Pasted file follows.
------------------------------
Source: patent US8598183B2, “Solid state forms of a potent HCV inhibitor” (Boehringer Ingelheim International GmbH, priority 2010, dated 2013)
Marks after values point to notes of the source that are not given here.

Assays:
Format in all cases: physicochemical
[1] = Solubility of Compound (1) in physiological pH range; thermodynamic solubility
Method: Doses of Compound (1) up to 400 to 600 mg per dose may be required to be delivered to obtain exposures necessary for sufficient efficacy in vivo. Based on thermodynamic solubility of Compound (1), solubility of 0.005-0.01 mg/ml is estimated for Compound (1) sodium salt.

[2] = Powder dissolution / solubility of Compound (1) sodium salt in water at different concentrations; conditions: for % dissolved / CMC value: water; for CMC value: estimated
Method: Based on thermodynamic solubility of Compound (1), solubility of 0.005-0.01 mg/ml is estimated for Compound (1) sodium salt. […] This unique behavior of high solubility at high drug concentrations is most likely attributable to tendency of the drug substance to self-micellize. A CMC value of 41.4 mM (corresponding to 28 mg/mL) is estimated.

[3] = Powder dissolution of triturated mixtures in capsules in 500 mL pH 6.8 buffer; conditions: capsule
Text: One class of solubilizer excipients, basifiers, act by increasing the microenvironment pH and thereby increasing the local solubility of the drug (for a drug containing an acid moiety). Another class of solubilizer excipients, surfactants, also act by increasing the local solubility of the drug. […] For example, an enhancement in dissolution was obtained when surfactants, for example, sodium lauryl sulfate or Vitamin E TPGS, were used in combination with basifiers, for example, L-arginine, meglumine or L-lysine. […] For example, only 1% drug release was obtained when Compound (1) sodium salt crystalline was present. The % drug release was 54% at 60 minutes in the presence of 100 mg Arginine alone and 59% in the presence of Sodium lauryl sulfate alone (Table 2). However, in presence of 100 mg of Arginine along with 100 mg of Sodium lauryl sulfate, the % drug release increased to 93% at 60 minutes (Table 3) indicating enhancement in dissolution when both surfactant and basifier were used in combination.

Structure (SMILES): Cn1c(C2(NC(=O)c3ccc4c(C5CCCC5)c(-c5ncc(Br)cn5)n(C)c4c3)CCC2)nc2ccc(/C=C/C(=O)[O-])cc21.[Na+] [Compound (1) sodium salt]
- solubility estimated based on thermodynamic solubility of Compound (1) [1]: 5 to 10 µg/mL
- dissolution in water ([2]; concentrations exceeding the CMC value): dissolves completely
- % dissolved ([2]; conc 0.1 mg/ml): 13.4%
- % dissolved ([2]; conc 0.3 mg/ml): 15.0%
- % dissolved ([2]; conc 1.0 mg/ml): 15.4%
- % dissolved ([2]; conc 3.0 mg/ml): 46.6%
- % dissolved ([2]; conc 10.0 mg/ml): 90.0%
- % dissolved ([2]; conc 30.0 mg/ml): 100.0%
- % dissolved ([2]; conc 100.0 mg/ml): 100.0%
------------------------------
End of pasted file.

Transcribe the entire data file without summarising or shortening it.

Source: patent US8598183B2, “Solid state forms of a potent HCV inhibitor” (Boehringer Ingelheim International GmbH, priority 2010, dated 2013)
Marks after values point to notes of the source that are not given here.

Assays:
Format in all cases: physicochemical
[1] = Solubility of Compound (1) in physiological pH range; thermodynamic solubility
Method: Doses of Compound (1) up to 400 to 600 mg per dose may be required to be delivered to obtain exposures necessary for sufficient efficacy in vivo. Based on thermodynamic solubility of Compound (1), solubility of 0.005-0.01 mg/ml is estimated for Compound (1) sodium salt.

[2] = Powder dissolution / solubility of Compound (1) sodium salt in water at different concentrations; conditions: for % dissolved / CMC value: water; for CMC value: estimated
Method: Based on thermodynamic solubility of Compound (1), solubility of 0.005-0.01 mg/ml is estimated for Compound (1) sodium salt. […] This unique behavior of high solubility at high drug concentrations is most likely attributable to tendency of the drug substance to self-micellize. A CMC value of 41.4 mM (corresponding to 28 mg/mL) is estimated.

[3] = Powder dissolution of triturated mixtures in capsules in 500 mL pH 6.8 buffer; conditions: capsule
Text: One class of solubilizer excipients, basifiers, act by increasing the microenvironment pH and thereby increasing the local solubility of the drug (for a drug containing an acid moiety). Another class of solubilizer excipients, surfactants, also act by increasing the local solubility of the drug. […] For example, an enhancement in dissolution was obtained when surfactants, for example, sodium lauryl sulfate or Vitamin E TPGS, were used in combination with basifiers, for example, L-arginine, meglumine or L-lysine. […] For example, only 1% drug release was obtained when Compound (1) sodium salt crystalline was present. The % drug release was 54% at 60 minutes in the presence of 100 mg Arginine alone and 59% in the presence of Sodium lauryl sulfate alone (Table 2). However, in presence of 100 mg of Arginine along with 100 mg of Sodium lauryl sulfate, the % drug release increased to 93% at 60 minutes (Table 3) indicating enhancement in dissolution when both surfactant and basifier were used in combination.

Structure (SMILES): Cn1c(C2(NC(=O)c3ccc4c(C5CCCC5)c(-c5ncc(Br)cn5)n(C)c4c3)CCC2)nc2ccc(/C=C/C(=O)[O-])cc21.[Na+] [Compound (1) sodium salt]
- solubility estimated based on thermodynamic solubility of Compound (1) [1]: 5 to 10 µg/mL
- dissolution in water ([2]; concentrations exceeding the CMC value): dissolves completely
- % dissolved ([2]; conc 0.1 mg/ml): 13.4%
- % dissolved ([2]; conc 0.3 mg/ml): 15.0%
- % dissolved ([2]; conc 1.0 mg/ml): 15.4%
- % dissolved ([2]; conc 3.0 mg/ml): 46.6%
- % dissolved ([2]; conc 10.0 mg/ml): 90.0%
- % dissolved ([2]; conc 30.0 mg/ml): 100.0%
- % dissolved ([2]; conc 100.0 mg/ml): 100.0%